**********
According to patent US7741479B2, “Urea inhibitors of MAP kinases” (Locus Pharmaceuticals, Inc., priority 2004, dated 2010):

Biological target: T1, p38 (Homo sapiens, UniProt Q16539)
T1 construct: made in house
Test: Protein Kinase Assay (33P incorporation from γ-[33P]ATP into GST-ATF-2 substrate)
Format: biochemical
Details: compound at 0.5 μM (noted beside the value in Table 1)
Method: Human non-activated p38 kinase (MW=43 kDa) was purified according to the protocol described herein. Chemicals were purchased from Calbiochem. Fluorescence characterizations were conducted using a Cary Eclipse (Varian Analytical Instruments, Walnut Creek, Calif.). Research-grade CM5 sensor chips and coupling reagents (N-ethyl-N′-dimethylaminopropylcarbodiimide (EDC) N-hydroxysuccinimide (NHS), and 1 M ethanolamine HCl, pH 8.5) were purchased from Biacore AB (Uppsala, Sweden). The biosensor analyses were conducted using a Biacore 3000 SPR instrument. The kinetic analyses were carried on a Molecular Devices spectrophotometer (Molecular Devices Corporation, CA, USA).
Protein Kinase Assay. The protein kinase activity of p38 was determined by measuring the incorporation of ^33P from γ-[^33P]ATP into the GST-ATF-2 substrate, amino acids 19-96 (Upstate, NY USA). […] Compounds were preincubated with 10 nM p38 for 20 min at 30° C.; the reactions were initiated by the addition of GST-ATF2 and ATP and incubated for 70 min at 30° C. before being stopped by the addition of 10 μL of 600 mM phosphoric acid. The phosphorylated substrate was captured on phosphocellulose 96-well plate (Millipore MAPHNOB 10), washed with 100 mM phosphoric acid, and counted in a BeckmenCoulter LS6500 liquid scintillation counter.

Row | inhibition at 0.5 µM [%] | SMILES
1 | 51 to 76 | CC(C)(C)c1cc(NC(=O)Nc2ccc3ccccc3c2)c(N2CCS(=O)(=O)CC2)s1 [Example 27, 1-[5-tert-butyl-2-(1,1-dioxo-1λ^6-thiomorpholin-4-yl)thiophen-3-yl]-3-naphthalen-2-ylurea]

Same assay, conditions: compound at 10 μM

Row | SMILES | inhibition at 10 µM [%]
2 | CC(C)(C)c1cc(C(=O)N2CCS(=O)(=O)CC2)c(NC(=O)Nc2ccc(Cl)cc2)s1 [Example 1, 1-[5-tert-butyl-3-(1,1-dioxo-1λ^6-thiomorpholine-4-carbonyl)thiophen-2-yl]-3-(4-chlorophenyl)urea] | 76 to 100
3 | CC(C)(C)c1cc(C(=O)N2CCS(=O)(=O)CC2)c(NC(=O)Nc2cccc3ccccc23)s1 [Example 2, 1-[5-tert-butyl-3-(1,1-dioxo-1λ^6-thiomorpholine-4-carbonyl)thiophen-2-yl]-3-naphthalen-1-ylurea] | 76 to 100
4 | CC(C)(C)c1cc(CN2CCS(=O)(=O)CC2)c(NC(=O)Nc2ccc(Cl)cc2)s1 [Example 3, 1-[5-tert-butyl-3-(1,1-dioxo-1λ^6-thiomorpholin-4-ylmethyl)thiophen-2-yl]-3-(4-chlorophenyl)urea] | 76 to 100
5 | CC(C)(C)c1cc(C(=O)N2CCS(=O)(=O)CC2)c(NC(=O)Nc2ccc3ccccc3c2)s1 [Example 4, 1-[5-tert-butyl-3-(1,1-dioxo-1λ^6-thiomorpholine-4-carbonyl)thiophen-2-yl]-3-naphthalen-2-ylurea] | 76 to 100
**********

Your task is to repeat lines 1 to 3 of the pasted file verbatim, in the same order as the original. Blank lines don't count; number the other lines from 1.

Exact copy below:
According to patent US7741479B2, “Urea inhibitors of MAP kinases” (Locus Pharmaceuticals, Inc., priority 2004, dated 2010):

Biological target: T1, p38 (Homo sapiens, UniProt Q16539)
T1 construct: made in house